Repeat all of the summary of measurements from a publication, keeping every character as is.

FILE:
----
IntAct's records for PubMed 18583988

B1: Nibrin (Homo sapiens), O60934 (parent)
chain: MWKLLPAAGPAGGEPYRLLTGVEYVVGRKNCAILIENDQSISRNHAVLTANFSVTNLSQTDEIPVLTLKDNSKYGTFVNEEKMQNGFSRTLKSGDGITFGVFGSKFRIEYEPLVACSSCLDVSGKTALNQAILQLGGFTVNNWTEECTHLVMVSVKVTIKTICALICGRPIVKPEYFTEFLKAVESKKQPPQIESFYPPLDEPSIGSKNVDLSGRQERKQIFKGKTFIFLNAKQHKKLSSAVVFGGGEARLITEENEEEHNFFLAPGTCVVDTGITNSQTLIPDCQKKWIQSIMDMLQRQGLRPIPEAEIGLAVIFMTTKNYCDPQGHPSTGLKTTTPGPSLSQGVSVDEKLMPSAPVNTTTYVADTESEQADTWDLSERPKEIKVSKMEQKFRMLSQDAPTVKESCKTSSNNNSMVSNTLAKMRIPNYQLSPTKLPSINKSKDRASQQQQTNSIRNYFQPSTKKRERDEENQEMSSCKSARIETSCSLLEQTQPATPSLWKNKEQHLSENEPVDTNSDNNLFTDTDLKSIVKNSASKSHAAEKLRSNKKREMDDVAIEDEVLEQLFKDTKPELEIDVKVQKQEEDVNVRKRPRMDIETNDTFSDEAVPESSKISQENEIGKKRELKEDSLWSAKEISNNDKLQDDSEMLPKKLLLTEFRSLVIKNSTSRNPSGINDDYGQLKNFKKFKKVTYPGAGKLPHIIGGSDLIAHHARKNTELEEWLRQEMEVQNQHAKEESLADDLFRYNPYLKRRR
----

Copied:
IntAct's records for PubMed 18583988

B1: Nibrin (Homo sapiens), O60934 (parent)
chain: MWKLLPAAGPAGGEPYRLLTGVEYVVGRKNCAILIENDQSISRNHAVLTANFSVTNLSQTDEIPVLTLKDNSKYGTFVNEEKMQNGFSRTLKSGDGITFGVFGSKFRIEYEPLVACSSCLDVSGKTALNQAILQLGGFTVNNWTEECTHLVMVSVKVTIKTICALICGRPIVKPEYFTEFLKAVESKKQPPQIESFYPPLDEPSIGSKNVDLSGRQERKQIFKGKTFIFLNAKQHKKLSSAVVFGGGEARLITEENEEEHNFFLAPGTCVVDTGITNSQTLIPDCQKKWIQSIMDMLQRQGLRPIPEAEIGLAVIFMTTKNYCDPQGHPSTGLKTTTPGPSLSQGVSVDEKLMPSAPVNTTTYVADTESEQADTWDLSERPKEIKVSKMEQKFRMLSQDAPTVKESCKTSSNNNSMVSNTLAKMRIPNYQLSPTKLPSINKSKDRASQQQQTNSIRNYFQPSTKKRERDEENQEMSSCKSARIETSCSLLEQTQPATPSLWKNKEQHLSENEPVDTNSDNNLFTDTDLKSIVKNSASKSHAAEKLRSNKKREMDDVAIEDEVLEQLFKDTKPELEIDVKVQKQEEDVNVRKRPRMDIETNDTFSDEAVPESSKISQENEIGKKRELKEDSLWSAKEISNNDKLQDDSEMLPKKLLLTEFRSLVIKNSTSRNPSGINDDYGQLKNFKKFKKVTYPGAGKLPHIIGGSDLIAHHARKNTELEEWLRQEMEVQNQHAKEESLADDLFRYNPYLKRRR